Why You Need To Try These Traditional Cuban Foods Before You Die

As a country, Cuba has been home to many different types of cultures and communities, so there's little surprise that contemporary Cuban culture is made up of facets from each. Cumulatively, they form a composite — and together, the sum of those parts creates its own culture, wholly and uniquely Cuban. As is so frequently the case, food has been a way to chart the evolution of Cuba on a societal basis. It's not a dormant process, either, and elements like government policy and food availability in Cuba have continued to contribute to it, even to this day.

Despite this process of constant culinary evolution, there remain some quintessentially Cuban foods — traditional and celebrated dishes that have stood the test of time. Due to Cuba's multicultural history, these dishes are typically an exciting and unique mixture of flavors, textures, and aromas which captivate the palate like little else. Combined with heaps of Cuban history served alongside traditional Cuban foods, these dishes are a must-try for any self-proclaimed foodie. 

Ropa vieja

Ropa vieja has the distinct honor of being Cuba's national dish (via Salon). The proliferation of ropa vieja appears in various guises throughout Spain, the Caribbean, and Latin America. Per the food site Revolución de Cuba, its ubiquity has led many to conclude that the dish originated in Sephardic Jewish communities on the Iberian Peninsula, and was then spread by Spain's colonizing forces. This is a notion supported by evidence: The first written record of ropa vieja in Cuba can be found in an 1857 cookbook titled "Nuevo Manual del Cocinero Cubano y Español" (via Amigo Foods). While the traditional Spanish version of ropa vieja places great prominence on garbanzo beans, Cuba's national dish highlights boiled and shredded beef. The Cuban version of the dish is also distinctly and deliciously flavored by way of its inclusion of traditional Cuban sofrito, a mixture of fried alliums, peppers, and tomatoes (via The Jerusalem Post).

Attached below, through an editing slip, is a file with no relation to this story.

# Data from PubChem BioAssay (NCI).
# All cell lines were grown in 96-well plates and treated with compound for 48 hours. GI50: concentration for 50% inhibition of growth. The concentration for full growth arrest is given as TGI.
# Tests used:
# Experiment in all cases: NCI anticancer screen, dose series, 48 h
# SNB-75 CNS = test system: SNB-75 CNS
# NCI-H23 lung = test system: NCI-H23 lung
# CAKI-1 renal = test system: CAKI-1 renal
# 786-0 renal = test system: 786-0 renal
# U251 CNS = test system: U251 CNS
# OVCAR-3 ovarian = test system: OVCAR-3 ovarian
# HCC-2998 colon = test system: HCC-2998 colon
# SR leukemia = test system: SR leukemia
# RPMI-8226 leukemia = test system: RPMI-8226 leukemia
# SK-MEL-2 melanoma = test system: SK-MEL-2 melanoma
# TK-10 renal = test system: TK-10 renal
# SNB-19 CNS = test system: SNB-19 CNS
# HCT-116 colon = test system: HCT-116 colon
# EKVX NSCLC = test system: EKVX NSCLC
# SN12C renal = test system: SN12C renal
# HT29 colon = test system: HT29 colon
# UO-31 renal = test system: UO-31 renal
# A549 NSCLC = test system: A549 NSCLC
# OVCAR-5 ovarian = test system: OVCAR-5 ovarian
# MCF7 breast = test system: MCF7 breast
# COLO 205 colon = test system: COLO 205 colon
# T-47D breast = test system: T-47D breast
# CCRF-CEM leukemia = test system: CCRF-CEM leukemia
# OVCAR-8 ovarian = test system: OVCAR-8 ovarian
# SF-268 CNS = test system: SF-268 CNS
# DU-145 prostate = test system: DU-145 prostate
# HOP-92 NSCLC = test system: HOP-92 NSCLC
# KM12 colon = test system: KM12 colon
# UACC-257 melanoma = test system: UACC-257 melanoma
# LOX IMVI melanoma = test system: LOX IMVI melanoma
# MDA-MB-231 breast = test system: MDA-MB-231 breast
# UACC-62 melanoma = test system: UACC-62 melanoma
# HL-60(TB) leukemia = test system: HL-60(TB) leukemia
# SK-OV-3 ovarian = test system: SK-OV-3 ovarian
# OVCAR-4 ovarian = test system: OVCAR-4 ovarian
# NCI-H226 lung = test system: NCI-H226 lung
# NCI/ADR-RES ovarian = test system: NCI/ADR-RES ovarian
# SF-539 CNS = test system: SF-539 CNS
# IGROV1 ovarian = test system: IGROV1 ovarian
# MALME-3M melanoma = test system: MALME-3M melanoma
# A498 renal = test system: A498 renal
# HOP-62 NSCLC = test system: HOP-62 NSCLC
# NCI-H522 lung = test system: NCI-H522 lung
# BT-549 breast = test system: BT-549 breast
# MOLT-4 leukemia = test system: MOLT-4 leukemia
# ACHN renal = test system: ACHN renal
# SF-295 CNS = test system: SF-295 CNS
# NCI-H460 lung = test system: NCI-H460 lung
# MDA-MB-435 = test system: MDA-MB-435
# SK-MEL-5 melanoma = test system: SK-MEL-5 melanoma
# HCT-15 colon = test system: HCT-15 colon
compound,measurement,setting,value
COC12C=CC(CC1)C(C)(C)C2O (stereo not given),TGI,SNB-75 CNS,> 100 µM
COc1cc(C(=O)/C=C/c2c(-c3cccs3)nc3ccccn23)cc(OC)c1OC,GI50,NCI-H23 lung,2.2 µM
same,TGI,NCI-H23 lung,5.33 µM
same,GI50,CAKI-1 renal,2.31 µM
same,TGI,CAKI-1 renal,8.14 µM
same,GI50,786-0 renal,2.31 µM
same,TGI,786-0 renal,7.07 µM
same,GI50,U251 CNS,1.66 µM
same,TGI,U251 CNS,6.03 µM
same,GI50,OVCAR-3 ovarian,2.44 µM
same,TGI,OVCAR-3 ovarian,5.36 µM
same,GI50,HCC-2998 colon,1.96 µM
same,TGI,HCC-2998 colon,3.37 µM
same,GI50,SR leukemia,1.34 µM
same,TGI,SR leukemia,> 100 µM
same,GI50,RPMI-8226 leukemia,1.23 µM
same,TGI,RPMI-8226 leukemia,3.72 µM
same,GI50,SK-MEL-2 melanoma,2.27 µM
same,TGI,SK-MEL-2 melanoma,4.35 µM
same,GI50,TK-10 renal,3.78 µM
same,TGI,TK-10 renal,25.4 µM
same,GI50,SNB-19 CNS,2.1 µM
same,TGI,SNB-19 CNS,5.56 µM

Although ropa vieja is Cuba's national dish in name, over the past few decades it has been infrequently consumed by the Cuban populace. In 1963, the Cuban government introduced a law that made it illegal for farmers to kill a cow without a governmental sign-off. In 2021, Reuters reported an easing of this ban in tandem with the government's attempt to bolster Cuba's agricultural industry, leading many to hope that Cuba's national dish will become accessible once again. 

Arroz con moros y cristianos

Translated as "rice with Moors and Christians" in English, arroz con moros y cristianos consists of white rice cooked with sofrito and black beans (via Salon) — a combo that is by no means exclusive to Cuba. It's a pairing that's popular worldwide and has historically been enjoyed by disparate societies for thousands of years, according to the non-profit Oldways Nutrition Exchange. As Salon noted in their write-up of congrí — the general food category to which moros y cristianos belongs — the name of this traditional Cuban dish does not refer to Cuba. Rather, it references the conflict between Muslims and Christians that occurred in Iberia up until (and during) the Reconquista, a campaign helmed by European Christian forces in the 1500s to oust the Moors from Spain.

Due to the dish's evident ties to Spanish history, it is commonly thought that moros y cristianos was introduced to Cuba during the Spanish colonization of the country, per Salon. However, moros y cristanos has come to infer more than just a snippet of Spanish history. According to academic and author Nieves Pascual Soler, who wrote about the origins of moros y cristianos in the scholarly anthology Memory Frictions in Contemporary Literature, over time the dish has come to serve as a metaphor for Cuban society's understanding of race. As such, the dish forms a cornerstone of both Cuban socio-cultural history and cuisine, making it an accessible entry point into the country's historic and contemporary culture.